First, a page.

Magazine article Science News

Shocking Changes to Light's Properties. (Crystal Bash)

Magazine article Science News

Shocking Changes to Light's Properties. (Crystal Bash)

Article excerpt

Sometimes a good, hard whack makes things work better. That's what a new study suggests about light-manipulating microstructures known as photonic crystals.

Those orderly arrangements of tiny films, rods, balls, or even holes exclude specific wavelengths of light--a trait of growing importance for many optical components, including lasers and optical fibers.

Given the potential of photonic crystals, researchers are racing to find better ways to make the structures (SN: 5/25/02, p. 334). Now, a team at the Massachusetts Institute of Technology (MIT) suggests potential capabilities of photonic crystals that nobody had suspected.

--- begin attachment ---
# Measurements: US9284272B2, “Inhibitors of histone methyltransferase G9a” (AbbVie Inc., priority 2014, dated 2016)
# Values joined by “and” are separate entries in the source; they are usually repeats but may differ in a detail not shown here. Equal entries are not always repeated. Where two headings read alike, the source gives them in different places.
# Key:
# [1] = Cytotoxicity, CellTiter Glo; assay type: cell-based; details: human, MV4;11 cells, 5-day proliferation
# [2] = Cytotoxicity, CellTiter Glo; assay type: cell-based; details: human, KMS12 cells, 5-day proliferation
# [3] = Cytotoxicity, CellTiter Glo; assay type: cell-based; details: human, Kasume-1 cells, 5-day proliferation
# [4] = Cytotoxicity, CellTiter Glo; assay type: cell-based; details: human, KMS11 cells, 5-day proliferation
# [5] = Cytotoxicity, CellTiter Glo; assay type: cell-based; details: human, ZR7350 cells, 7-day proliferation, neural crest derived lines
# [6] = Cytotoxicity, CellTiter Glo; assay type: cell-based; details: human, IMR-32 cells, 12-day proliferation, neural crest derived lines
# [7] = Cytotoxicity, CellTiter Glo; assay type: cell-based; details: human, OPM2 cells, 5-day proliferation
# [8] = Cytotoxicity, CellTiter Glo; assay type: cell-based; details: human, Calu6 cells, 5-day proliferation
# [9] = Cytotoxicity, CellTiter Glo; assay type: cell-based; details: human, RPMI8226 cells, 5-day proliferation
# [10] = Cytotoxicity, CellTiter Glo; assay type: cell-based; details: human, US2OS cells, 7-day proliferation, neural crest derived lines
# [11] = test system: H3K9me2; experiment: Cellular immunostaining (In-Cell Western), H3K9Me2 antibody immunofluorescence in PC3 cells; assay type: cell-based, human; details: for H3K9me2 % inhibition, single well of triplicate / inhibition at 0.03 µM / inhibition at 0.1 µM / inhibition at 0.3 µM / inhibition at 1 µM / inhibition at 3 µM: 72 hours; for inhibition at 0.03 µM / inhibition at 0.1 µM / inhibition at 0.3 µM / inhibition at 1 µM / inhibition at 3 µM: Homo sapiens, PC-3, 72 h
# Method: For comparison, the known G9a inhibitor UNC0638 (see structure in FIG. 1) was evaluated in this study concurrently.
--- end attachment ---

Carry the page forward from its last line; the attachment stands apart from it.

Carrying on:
Evan J. Reed and his colleagues have calculated the effects of smacking a photonic crystal to launch a wave of compression--a shock wave--through the structure. To simplify the calculations and computer simulations based on them, the team considered a so-called one-dimensional photonic crystal--a stack of thin alternating sheets of materials that differ in how quickly light traverses them.

Analyzing what would happen when a laser pulse enters a crystal and hits a shock wave, the scientists find that the light changes in unexpected and technologically interesting ways.

A Doppler shift of light underlies the new effects. Imagine a beam rebounding from a mirror that's rushing toward the light source. The reflected light's frequency is shifted slightly upward.

A related effect should, occur in head-on collisions between light pulses and shock waves in photonic crystals, report Reed, Marin Soljacic, and John D. Joannopoulos in an upcoming Physical Review Letters. However, the frequency shift can be tens of thousands of times as large as normal Doppler shifts, Reed says.

In the MIT scenario, light becomes trapped and bounces around within the thin, moving zone where the shock wave is compressing the crystal. …

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